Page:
Are you looking for some simple, engaging engineering challenges for your kids at home?! Look no further!
I’ve been using STEM Bins in my classroom for the past four years, and my two kids at home love using them as well! I have a 9 year old daughter, Ellie, and 5 year old son, Beau, and we keep it simple with lots of open-ended play and simple challenges that use materials around our house. At home, actual bins (or even baggies) aren’t even necessary. Random piles of stuff will do…as long as your kids can create with it! Here are five common household materials and some project ideas that your kids are sure to love.
Don’t throw away those toilet paper rolls and paper towel rolls! Your kids can use them for SO many creative projects. They can explore simple machines with Paper Playgrounds, creating slides for inclined planes and seesaws for levers. They can even “play” on their playgrounds with LEGO mini figures or small animals. CLICK HERE for a great video about the science of pushes and pulls in playgrounds.
You can also have your kids build simple marble roller coasters like the one shown above, or if you really want to unleash their creativity, have them build one right on the wall with painter’s tape! This is a great way for your kids to explore potential (stored) and kinetic (working) energy. Check out Ellie and Beau’s roller coaster!
My kids absolutely LOVE to build towers and structures with all types of cups, and mini cups are even better because they’re so easy to store in a large ziplock baggie. These colored mini cups from Amazon kept them busy for hours! We even filmed some slo-mo videos of knocking them down and rebuilt the towers using different color patterns.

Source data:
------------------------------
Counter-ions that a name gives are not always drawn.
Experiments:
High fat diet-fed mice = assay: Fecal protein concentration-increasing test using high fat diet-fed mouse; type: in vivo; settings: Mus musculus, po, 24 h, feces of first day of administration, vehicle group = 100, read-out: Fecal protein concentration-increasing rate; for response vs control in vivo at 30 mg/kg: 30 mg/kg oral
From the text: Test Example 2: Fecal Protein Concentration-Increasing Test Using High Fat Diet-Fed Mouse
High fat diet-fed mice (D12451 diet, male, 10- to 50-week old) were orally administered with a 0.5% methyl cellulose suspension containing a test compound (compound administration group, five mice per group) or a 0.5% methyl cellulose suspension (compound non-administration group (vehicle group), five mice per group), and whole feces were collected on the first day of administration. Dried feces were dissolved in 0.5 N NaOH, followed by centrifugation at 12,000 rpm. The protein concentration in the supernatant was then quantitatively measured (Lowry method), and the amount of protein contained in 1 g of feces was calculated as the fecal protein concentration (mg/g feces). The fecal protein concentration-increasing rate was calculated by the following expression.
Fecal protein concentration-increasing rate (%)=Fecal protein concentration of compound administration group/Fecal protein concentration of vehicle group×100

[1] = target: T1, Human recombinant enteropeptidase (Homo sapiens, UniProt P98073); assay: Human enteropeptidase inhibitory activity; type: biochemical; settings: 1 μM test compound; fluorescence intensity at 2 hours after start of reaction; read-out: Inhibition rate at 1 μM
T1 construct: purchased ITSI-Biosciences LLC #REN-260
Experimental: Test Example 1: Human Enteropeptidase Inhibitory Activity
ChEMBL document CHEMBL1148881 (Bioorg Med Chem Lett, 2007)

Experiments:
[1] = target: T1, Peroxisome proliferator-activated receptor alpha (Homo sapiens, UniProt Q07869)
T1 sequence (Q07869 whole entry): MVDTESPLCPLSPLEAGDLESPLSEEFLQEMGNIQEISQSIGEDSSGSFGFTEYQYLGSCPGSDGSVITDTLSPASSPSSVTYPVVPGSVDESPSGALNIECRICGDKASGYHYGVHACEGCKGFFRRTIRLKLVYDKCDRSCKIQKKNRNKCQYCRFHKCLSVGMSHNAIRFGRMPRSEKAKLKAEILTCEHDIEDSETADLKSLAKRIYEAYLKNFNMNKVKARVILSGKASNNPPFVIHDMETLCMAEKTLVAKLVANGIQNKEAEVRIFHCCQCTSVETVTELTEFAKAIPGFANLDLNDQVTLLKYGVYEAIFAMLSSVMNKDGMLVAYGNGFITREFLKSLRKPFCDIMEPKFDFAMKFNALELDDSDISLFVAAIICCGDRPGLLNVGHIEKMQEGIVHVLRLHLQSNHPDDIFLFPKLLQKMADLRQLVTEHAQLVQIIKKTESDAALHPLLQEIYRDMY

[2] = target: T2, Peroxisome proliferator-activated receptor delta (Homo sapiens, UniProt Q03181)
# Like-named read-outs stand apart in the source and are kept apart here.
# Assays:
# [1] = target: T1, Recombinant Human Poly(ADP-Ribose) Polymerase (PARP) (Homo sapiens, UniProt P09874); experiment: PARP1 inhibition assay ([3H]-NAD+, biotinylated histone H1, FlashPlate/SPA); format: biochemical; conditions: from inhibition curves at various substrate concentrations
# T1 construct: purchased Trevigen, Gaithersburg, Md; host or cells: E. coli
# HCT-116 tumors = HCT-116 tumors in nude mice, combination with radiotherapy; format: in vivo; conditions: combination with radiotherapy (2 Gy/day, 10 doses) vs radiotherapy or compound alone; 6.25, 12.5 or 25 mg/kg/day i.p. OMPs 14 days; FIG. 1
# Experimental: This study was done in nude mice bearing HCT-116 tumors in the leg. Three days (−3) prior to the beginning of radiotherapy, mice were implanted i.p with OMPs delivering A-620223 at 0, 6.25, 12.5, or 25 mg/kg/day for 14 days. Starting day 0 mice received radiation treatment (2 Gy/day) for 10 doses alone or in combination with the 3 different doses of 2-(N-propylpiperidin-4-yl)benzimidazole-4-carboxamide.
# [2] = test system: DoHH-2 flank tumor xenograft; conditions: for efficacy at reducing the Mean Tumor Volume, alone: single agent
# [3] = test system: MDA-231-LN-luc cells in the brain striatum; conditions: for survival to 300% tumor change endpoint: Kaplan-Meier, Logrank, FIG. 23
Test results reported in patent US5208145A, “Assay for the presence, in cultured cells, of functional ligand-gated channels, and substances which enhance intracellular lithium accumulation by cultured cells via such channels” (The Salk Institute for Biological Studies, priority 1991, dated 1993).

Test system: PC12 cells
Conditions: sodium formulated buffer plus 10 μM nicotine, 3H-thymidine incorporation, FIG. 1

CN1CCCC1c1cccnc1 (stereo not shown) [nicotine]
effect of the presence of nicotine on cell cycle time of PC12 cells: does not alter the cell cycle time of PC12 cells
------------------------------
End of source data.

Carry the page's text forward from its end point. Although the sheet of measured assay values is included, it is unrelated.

Using mini cups, you can challenge your kids to build forts to keep their stuffed animals and action figures safe. They can even construct their own mini cup vehicles using a few extra materials.
Our entire family absolutely LOVES creating with LEGO, and the possibilities are truly limitless! Our kids are usually building BIG with cities, amusement parks, and dream homes. We are huge fans of the LEGO Masters show and love to recreate some of their challenges, like the bridge building from Episode 6 or story building from Episode 7. You can download THIS FREE TEMPLATE to recreate the Storybook episode with your family at home!
You can also challenge your kids to create their own interactive games and toys with LEGO, like a fidget spinner, chess set, or table top hockey game like the one shown below. They can explore volume and capacity by creating a new and improved crayon box, piggy bank, or jewelry box. If you have any large baseplates, they work great for building multi-leveled structures or marble mazes.
Check out LEGO’s How To Academy on YouTube for tons of cool building tutorials!
Whether you have KEVA planks, Jenga blocks, or any other type of wooden blocks at home, they can be used to create some AMAZING structures! Challenge your kids at home to build a bridge that will hold the most weight, or explore Newton’s third law of motion by creating the longest possible chain reaction. My kids love to combine marbles, toy cars, dominoes and more with their wooden planks to create chain reactions.
The KEVA website has an amazing library of structure ideas with tutorials for your kids to try.
Last but certainly not least is one of my childhood favorites, Play-doh! Throw in some toothpicks or craft sticks to take it to another level of engineering. My kids also love to use plastic knives, scissors, cookie cutters, and small toys to create interactive scenes. They can use play-doh for vertices and create 3D solids such as pyramids, cubes, and triangular prisms. You can even have your kids recreate a baking competition by sculpting cupcakes and other desserts!
If you’re looking to incorporate more academics with playdough, check out my Number and Letter Builders for Pre-K and Kindergarten:
The Hasbro website also has a library of video tutorials with all sorts of cool projects and sculpting techniques!
Download my FREE STEM Bins at Home choice boards below!
Looking for some low prep STEM Family Projects to share with your families?! The following 12 open-ended projects include resource videos, student recording sheets, and extension options in both printable form AND digital Google Slides form!
***This post contains affiliate links for Amazon. By purchasing an item on the Amazon site using these links, I will receive a small commission on your purchase.***